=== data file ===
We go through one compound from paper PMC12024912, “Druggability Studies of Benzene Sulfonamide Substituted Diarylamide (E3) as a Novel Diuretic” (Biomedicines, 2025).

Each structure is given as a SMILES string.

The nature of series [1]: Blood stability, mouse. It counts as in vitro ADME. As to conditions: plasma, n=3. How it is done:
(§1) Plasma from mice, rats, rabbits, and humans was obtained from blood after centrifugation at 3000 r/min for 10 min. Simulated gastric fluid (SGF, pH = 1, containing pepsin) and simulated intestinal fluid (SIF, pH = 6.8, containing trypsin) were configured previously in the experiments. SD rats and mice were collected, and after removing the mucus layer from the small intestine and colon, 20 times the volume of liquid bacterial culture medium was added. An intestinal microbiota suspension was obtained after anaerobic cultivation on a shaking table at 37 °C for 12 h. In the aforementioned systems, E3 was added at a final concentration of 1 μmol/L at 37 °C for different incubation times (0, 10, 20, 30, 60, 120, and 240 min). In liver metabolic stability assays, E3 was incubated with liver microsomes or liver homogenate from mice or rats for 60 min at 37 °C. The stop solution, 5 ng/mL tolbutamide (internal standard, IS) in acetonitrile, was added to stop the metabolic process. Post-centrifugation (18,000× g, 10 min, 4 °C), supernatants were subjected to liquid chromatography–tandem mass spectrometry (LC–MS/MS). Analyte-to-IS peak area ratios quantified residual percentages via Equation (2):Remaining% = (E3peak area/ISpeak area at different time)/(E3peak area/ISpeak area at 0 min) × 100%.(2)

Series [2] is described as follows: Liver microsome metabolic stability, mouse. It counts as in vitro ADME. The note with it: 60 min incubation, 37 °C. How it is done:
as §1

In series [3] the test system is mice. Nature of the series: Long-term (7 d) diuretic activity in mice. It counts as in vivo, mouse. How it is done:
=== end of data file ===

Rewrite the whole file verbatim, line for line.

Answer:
We go through one compound from paper PMC12024912, “Druggability Studies of Benzene Sulfonamide Substituted Diarylamide (E3) as a Novel Diuretic” (Biomedicines, 2025).

Each structure is given as a SMILES string.

The nature of series [1]: Blood stability, mouse. It counts as in vitro ADME. As to conditions: plasma, n=3. How it is done:
(§1) Plasma from mice, rats, rabbits, and humans was obtained from blood after centrifugation at 3000 r/min for 10 min. Simulated gastric fluid (SGF, pH = 1, containing pepsin) and simulated intestinal fluid (SIF, pH = 6.8, containing trypsin) were configured previously in the experiments. SD rats and mice were collected, and after removing the mucus layer from the small intestine and colon, 20 times the volume of liquid bacterial culture medium was added. An intestinal microbiota suspension was obtained after anaerobic cultivation on a shaking table at 37 °C for 12 h. In the aforementioned systems, E3 was added at a final concentration of 1 μmol/L at 37 °C for different incubation times (0, 10, 20, 30, 60, 120, and 240 min). In liver metabolic stability assays, E3 was incubated with liver microsomes or liver homogenate from mice or rats for 60 min at 37 °C. The stop solution, 5 ng/mL tolbutamide (internal standard, IS) in acetonitrile, was added to stop the metabolic process. Post-centrifugation (18,000× g, 10 min, 4 °C), supernatants were subjected to liquid chromatography–tandem mass spectrometry (LC–MS/MS). Analyte-to-IS peak area ratios quantified residual percentages via Equation (2):Remaining% = (E3peak area/ISpeak area at different time)/(E3peak area/ISpeak area at 0 min) × 100%.(2)

Series [2] is described as follows: Liver microsome metabolic stability, mouse. It counts as in vitro ADME. The note with it: 60 min incubation, 37 °C. How it is done:
as §1

In series [3] the test system is mice. Nature of the series: Long-term (7 d) diuretic activity in mice. It counts as in vivo, mouse. How it is done: